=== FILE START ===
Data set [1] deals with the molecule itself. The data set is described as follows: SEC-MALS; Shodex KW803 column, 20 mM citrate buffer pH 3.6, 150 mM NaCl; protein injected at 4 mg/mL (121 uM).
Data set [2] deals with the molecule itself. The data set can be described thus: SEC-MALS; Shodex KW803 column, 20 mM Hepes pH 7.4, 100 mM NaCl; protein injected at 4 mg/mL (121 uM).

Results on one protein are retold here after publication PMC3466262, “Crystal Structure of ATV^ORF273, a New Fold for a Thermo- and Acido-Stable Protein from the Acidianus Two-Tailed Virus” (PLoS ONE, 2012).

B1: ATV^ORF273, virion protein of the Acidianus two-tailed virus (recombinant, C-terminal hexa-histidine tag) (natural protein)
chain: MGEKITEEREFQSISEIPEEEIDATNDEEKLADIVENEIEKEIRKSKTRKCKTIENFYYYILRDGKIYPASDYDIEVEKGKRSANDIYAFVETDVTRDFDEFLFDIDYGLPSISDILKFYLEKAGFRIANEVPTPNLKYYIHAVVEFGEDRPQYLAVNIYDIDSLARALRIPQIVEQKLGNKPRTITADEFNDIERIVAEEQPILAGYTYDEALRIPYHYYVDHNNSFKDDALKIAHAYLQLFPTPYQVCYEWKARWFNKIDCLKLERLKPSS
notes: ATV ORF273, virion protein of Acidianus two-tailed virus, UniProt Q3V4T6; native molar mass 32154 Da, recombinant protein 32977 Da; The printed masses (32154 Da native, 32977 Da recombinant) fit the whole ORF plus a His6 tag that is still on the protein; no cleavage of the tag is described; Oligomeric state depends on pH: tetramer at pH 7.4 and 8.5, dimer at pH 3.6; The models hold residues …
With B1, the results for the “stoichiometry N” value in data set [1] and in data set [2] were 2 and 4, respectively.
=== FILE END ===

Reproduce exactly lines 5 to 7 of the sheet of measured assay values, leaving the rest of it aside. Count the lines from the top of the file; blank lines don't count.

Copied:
chain: MGEKITEEREFQSISEIPEEEIDATNDEEKLADIVENEIEKEIRKSKTRKCKTIENFYYYILRDGKIYPASDYDIEVEKGKRSANDIYAFVETDVTRDFDEFLFDIDYGLPSISDILKFYLEKAGFRIANEVPTPNLKYYIHAVVEFGEDRPQYLAVNIYDIDSLARALRIPQIVEQKLGNKPRTITADEFNDIERIVAEEQPILAGYTYDEALRIPYHYYVDHNNSFKDDALKIAHAYLQLFPTPYQVCYEWKARWFNKIDCLKLERLKPSS
notes: ATV ORF273, virion protein of Acidianus two-tailed virus, UniProt Q3V4T6; native molar mass 32154 Da, recombinant protein 32977 Da; The printed masses (32154 Da native, 32977 Da recombinant) fit the whole ORF plus a His6 tag that is still on the protein; no cleavage of the tag is described; Oligomeric state depends on pH: tetramer at pH 7.4 and 8.5, dimer at pH 3.6; The models hold residues …
With B1, the results for the “stoichiometry N” value in data set [1] and in data set [2] were 2 and 4, respectively.